What does self-reflection mean in the world of writing?
The truth about self-reflection (and life) is that you need to find balance.
Too much introspection, and you’re over critical, not enough, and you’re lazy.
And all the while, we struggle because we fail to recognize what the balance of each should look like.
How can I start to self-reflect as a writer?
To make your writing journey more effective, it is important to reach out to writing communities.
If you are unable to find an editor, you should ask a friend.
And if you’re friends are uninterested, find an online forum.
The personal journey of improvement should be filled with a balance of appreciation and criticism of your own work.
It is okay to fall deeply in love with a piece as long as you find time to contrast those emotions completely and read your piece again.
By doing that you might be able to circumvent a text so well that the balance in the middle is the lasting feeling you’re left with. In that moment of clarity, you might see into your own genius.
So, how are you using self-reflection to grow as a writer?
There are plenty of facets in my writing I desperately want to improve: dialogue, action, transitions from scene to scene, etc.
The New Year coming around again is a focusing event. A time to take the microscope and pin down what has happened and plan what will happen.
The flaw I will fix in the coming year is related to this equilibrium: finding a better balance between the imagery of a scene and the amount of plot that I fit into it.
I ultimately want to create an immersive experience for my readers.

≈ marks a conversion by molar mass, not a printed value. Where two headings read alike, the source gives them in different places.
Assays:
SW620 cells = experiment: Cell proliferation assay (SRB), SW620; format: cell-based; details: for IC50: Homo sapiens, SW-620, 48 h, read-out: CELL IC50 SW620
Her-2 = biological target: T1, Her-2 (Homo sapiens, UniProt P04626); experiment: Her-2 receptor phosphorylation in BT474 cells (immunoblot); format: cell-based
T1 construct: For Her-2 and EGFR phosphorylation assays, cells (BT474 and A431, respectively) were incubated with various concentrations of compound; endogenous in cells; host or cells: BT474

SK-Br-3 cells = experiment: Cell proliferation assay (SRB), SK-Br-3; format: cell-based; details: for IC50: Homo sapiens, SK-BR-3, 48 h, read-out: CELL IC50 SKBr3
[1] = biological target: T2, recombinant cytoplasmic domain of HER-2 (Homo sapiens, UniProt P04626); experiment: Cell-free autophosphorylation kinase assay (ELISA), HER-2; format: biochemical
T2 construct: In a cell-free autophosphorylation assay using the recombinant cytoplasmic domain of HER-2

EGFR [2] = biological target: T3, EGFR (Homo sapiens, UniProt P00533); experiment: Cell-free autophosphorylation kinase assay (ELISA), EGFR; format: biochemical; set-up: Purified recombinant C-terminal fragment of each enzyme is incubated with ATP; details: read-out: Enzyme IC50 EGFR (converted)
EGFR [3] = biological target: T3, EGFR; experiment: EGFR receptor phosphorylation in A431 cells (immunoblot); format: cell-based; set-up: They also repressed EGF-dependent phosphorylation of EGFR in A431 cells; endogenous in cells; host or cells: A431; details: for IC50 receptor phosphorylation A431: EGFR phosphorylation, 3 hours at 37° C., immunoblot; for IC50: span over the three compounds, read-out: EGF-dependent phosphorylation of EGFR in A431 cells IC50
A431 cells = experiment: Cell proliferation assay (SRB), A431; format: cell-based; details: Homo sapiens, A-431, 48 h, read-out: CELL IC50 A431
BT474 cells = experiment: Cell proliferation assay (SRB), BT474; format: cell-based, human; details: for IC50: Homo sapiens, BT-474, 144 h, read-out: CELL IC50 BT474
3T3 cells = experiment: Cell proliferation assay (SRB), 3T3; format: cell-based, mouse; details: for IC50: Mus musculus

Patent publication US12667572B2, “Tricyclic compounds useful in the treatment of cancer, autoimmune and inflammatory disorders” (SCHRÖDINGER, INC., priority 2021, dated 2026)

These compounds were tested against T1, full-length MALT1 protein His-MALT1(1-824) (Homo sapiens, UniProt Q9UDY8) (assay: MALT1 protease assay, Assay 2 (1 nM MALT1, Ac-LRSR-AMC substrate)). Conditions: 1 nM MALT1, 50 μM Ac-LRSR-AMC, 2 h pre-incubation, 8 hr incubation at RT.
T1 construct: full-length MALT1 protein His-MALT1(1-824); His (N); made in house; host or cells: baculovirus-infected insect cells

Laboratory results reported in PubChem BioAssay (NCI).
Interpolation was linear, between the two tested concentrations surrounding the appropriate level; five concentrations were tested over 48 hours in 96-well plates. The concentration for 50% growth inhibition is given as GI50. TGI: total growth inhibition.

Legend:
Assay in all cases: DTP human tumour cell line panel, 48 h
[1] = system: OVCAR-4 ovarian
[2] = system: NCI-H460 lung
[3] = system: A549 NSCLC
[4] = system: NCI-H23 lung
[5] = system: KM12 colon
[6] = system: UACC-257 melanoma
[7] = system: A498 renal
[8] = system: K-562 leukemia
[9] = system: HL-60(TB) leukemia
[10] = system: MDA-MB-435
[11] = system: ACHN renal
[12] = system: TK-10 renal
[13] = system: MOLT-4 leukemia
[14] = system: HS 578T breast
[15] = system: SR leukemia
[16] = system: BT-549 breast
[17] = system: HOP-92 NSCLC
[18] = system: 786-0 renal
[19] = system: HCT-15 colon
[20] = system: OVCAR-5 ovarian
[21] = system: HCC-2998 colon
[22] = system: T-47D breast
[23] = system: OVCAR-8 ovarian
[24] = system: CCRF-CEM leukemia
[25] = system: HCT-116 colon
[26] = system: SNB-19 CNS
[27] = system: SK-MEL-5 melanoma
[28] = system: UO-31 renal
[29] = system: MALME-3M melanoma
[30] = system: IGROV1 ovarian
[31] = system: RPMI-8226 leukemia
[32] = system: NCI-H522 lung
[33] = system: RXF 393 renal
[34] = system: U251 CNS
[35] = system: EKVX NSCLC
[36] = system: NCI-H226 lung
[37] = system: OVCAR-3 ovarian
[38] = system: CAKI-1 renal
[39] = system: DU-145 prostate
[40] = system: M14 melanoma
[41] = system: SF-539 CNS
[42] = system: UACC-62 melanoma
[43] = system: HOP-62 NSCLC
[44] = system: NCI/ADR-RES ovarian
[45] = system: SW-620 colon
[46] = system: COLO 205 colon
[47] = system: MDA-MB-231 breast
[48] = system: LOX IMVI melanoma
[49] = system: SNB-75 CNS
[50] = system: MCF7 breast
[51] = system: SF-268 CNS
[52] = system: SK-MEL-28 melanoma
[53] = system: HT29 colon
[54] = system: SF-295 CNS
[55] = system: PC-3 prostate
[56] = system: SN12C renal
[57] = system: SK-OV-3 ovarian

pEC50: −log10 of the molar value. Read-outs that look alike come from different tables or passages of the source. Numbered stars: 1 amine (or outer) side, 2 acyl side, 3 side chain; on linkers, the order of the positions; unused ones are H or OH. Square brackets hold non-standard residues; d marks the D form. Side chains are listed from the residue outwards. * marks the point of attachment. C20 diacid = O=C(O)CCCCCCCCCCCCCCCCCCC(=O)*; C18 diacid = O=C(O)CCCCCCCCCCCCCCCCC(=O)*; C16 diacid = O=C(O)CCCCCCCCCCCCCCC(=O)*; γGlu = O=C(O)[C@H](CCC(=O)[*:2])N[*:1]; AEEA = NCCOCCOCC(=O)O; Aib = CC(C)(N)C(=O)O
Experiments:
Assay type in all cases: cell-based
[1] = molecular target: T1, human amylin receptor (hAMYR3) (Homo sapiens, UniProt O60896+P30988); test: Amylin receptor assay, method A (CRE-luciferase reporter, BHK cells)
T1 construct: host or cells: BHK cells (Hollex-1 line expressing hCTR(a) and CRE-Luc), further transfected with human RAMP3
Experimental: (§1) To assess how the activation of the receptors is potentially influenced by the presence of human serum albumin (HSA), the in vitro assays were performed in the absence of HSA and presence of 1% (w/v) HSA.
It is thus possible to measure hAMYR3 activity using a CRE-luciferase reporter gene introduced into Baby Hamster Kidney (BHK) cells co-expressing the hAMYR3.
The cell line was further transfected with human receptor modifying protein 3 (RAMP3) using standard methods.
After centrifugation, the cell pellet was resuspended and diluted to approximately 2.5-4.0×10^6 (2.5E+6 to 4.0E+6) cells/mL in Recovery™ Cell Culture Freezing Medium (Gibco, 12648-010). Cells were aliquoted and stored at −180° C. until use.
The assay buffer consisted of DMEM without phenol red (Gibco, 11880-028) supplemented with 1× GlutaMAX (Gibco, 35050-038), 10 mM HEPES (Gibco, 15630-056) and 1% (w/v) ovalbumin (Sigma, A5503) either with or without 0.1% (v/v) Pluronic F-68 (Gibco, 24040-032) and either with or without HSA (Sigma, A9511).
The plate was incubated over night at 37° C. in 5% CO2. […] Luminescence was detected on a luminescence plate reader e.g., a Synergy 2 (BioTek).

Imagery (such as poets aspire to create) is one part of this.
Images are conjured up similar to the magic of a magician, a lot of fast motion and sleight of hand.
For example, with descriptions of walls, pillars, open ceiling plans, statues, vases, frames, bright white colors, and deafening silence I can post the framework of a museum.
Half of world-building is word-choice. The other half is plot of course.
My plot must keep you in the world I invented (there must be something that will make you want to stay in the world I created).
Plot is devised through dialogue and narration while also taking elements like timing and flow into consideration.
My issue is maintaining the balance between plot-development and world-building.
Too often I feel as if a scene has more imagery than plot and after I am done “fixing” it, I seem to think there is too much plot and not enough imagery.
How is the balance between plot and imagery important to your writing?
The idea of creating a better balance is especially important to me because the type of stories I want to tell.
I write short books that follow a series and take place in the same world.
So in this sense, I do not have the luxury spending a chapter on a scene just to take the reader away for a while to focus on world-building. Nor can I spend a chapter simply trying to develop my plot.
Within each segment, I have to do my best to combine both elements first to keep the immersive experience alive and secondly to create an action-packed tale.
With a story that has so many elements and which aims to mirror our own world there is not enough time to let one element overwhelm the other.
How are you planning to be better about maintaining this balance?
I have devised an exercise that I want to do with each scene I attempt to create.
It is a pre-revision and post-revision exercise in which I jot down the forces of both plot and imagery in a diagram or T-chart. After writing the scene and implementing the pre-notes, I will look at the piece again and do the same thing to make sure that I hit every mark I had planned to hit.
Hopefully, by following this process I can become more cognizant of the delicate balance I hope to achieve because in the end, self-reflection is the only way to take control of my words and improve my writing.